This helps businesses make better decisions and get higher returns on their marketing investment. Interbrand’s Best Global Brands 2023 report found that the top 100 businesses grew their value by 5.7%, the equivalent of $3.3 trillion, despite wider market stagnation.


Why have these brands emerged?

As markets get more competitive and uncertain, the world’s biggest businesses are looking to bolster their growth by building brand value. As Kellogg Co’s chief growth officer and marketing lead Doug VandeVelde recently said, “Our new marketing model will help amplify the power of our brands and make us more effective and efficient.”

The below examples explain how and why global brands are taking this approach.



The premium drinks conglomerate containing more than 200 brands (including Guinness and Johnnie Walker) saw its sales fall by 0.6% in the first six months of their financial year. Caused by increasing competition in the US market, this equalled a loss in market share across 70% of their portfolio.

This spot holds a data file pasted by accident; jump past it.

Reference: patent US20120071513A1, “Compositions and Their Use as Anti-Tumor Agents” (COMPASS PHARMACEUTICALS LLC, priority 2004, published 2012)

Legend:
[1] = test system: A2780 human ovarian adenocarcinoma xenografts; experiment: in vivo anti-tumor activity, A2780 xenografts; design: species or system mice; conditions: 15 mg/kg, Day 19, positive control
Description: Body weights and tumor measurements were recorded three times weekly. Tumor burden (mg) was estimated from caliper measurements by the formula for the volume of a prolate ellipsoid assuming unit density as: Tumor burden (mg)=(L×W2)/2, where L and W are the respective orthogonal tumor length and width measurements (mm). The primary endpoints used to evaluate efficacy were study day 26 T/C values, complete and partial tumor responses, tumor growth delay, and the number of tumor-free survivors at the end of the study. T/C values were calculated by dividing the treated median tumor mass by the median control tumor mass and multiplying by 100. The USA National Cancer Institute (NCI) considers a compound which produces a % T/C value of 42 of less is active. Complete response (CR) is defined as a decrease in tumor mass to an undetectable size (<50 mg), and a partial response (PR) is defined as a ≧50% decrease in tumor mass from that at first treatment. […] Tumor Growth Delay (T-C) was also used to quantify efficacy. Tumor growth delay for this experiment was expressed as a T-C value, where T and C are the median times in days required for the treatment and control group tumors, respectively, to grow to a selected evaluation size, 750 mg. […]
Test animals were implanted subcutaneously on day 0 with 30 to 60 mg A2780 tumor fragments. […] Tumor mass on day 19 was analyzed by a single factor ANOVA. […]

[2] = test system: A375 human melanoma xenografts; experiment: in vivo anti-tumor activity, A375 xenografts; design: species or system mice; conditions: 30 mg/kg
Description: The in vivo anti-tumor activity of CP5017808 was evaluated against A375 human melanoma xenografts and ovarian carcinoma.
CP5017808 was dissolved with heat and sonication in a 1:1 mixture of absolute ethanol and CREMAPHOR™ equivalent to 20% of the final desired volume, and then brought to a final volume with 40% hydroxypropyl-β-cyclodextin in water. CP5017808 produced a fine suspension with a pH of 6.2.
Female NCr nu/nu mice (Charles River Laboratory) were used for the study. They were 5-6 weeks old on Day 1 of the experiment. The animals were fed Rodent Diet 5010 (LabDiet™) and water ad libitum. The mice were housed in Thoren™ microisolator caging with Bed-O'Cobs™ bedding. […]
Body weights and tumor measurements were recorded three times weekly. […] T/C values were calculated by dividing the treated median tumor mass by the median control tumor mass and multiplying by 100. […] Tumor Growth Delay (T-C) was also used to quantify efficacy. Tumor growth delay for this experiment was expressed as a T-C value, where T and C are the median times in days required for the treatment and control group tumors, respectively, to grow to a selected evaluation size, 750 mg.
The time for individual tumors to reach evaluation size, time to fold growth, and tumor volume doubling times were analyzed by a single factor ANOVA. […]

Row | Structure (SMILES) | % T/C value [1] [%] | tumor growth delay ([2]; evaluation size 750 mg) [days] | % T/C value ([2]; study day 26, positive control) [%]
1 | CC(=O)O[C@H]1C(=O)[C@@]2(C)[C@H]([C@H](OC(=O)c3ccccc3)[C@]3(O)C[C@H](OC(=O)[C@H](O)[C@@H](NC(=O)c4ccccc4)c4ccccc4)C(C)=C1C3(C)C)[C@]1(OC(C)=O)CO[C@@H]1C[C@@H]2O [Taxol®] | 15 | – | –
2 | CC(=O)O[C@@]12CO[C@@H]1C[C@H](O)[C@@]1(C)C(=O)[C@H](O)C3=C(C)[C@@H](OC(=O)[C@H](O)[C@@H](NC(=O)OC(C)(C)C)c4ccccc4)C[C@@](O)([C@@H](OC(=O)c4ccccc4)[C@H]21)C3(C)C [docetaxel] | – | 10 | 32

However, rather than turning to price promotions, CEO Debra Crew doubled down on marketing the ‘premium’ nature of their brand. This resulted in bold campaigns like ‘The New Black’, which championed authenticity and a pioneering spirit through influencer collaborations. As a result, Johnnie Walker saw its value increase by £9 billion in 2023.

Similarly, Guinness focused on bringing its brand experience to new audiences through its alcohol-free and Nitrosurge campaigns. By remaining honest to its brand values, the business saw a growth in European sales of 19% over 12 months.



Despite the competitiveness of the UK’s value mobile market, Vodafone has managed to be rated as the country’s most valuable brand for several years in a row. This is a result of being responsive to its customers’ needs across both major and sub-brand marketing. Plus, staying focused on offering good service at a great price.